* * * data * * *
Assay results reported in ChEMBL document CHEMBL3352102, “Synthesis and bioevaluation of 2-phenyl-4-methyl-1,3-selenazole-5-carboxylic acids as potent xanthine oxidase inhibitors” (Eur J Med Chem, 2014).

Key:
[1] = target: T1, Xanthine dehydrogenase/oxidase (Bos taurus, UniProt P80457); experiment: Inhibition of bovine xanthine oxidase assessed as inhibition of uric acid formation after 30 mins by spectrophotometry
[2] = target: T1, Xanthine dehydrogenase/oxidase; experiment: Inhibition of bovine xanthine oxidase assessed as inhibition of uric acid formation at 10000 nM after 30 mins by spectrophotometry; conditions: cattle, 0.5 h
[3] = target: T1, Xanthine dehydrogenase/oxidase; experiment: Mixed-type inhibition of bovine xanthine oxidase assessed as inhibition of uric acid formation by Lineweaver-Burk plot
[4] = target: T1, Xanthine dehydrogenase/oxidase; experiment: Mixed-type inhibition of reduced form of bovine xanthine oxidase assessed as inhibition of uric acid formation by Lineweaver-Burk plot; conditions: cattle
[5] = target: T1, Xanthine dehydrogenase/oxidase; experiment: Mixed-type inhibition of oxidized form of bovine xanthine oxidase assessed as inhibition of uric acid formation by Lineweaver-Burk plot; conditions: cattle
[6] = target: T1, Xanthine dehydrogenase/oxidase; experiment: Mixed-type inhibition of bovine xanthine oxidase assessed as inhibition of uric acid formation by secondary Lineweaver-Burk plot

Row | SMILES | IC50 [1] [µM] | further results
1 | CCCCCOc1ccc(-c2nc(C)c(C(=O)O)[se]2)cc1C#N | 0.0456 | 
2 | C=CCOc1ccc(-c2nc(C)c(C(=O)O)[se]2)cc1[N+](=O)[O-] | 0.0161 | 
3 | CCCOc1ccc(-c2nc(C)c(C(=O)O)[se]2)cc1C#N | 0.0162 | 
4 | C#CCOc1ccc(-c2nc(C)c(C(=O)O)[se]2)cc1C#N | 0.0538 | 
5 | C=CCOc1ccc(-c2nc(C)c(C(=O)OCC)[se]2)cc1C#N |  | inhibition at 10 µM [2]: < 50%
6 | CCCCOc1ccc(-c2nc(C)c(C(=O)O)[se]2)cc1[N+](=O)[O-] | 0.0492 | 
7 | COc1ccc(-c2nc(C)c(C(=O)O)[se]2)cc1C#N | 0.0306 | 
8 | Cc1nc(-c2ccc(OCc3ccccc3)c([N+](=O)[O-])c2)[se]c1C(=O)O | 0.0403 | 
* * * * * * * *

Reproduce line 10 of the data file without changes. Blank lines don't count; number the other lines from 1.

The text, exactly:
1 | CCCCCOc1ccc(-c2nc(C)c(C(=O)O)[se]2)cc1C#N | 0.0456 | 